History & Geography
Shawangunk was first settled by Europeans around 1670. The region was organized as a precinct in 1743, and became the Town of Shawangunk in 1788. The name is a Dutch transliteration of the indigenous Munsee Lenape “Scha-WAN-gunk.”
The Lenape linguist Raymond Whritenour reports that, “Schawan” is an inanimate intransitive verb meaning ‘it is smoky air’ or ‘there is smoky air.’ Its noun-like participle is “schawank,” meaning that which is smoky air.’ Adding the locative suffix gives us “schawangunk” (‘in that which is smoky air’ or, more simply, ‘in the smoky air’). Like the nearby Catskill Mountains, which are referred to as the “Hidden Mountains” at Olana, the Shawangunk area can be noted for the heavy humidity and atmosphere caused by the mountain ridge running southwest to northeast partially blocking the prevailing west to east wind.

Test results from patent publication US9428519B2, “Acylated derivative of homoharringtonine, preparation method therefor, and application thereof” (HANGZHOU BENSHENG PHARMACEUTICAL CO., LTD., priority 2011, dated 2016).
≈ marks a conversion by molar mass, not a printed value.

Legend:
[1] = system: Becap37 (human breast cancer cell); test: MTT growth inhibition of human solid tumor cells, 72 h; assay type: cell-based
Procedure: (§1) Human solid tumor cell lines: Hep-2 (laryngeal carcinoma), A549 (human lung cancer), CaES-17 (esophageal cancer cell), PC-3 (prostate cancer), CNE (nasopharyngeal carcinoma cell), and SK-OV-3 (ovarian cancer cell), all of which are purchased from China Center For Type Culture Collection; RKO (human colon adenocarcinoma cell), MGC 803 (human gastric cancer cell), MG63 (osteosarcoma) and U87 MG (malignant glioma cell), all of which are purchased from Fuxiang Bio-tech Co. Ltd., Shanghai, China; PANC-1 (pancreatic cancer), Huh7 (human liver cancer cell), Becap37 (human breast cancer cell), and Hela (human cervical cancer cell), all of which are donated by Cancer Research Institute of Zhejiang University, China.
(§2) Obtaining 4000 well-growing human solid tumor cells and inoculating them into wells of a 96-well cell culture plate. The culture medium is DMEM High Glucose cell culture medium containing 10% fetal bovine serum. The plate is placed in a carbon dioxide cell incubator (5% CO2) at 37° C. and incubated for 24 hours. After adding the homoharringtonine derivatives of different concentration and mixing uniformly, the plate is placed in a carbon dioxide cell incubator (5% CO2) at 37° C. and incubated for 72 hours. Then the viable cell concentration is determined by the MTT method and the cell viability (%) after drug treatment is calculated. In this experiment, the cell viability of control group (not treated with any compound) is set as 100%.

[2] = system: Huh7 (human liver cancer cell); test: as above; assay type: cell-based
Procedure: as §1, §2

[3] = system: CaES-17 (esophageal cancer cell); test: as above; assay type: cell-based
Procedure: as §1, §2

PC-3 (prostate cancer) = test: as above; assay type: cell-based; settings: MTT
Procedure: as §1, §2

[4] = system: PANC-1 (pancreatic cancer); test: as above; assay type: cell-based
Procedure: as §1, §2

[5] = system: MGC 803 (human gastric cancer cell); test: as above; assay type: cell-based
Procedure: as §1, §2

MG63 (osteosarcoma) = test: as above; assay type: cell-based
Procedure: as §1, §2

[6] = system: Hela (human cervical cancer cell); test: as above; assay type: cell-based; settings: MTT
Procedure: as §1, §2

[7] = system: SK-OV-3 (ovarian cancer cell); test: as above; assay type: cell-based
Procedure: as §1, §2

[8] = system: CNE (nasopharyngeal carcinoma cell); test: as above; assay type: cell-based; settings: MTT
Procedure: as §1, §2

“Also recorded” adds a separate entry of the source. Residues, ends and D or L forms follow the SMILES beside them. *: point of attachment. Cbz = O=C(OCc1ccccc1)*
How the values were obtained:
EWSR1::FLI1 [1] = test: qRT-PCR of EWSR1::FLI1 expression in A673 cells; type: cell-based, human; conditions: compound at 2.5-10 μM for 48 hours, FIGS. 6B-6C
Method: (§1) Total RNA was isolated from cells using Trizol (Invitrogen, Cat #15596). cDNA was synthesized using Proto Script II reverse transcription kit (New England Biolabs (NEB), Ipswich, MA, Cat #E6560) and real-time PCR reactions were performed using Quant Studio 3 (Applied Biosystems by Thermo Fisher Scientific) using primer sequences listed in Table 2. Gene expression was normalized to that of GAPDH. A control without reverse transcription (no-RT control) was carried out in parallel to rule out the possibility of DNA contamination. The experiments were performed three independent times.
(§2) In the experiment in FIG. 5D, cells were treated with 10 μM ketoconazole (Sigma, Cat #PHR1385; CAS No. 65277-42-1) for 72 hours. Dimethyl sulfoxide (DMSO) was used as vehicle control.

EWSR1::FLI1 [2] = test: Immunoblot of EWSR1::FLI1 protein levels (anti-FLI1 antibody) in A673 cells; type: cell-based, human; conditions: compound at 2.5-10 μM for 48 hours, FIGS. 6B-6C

Whritenour suggests the name derives from the burning of a Munsee fort by the Dutch in 1663 (a massacre ending the Second Esopus War) beside the creek later named the Shawangunk Kill, near the western terminus of what is now Old Fort Road. Nearly a dozen three-syllable variants of Shawangunk appear on the earliest land deeds adjacent to the massacre site and across the basin. The name spread to the nearby ridge in the early 1700s.
Rather than describing themselves as living in Shawangunk, most residents more commonly refer to their residence as either Wallkill, Pine Bush or Walker Valley, depending on which part of town they live in.
According to the United States Census Bureau, the town has a total area of 56.5 square miles (146.4 km²), of which, 56.2 square miles (145.6 km²) of it is land and 0.3 square miles (0.8 km²) of it (0.55%) is water.
The south town line and half of the east town line is the border of Orange County, New York.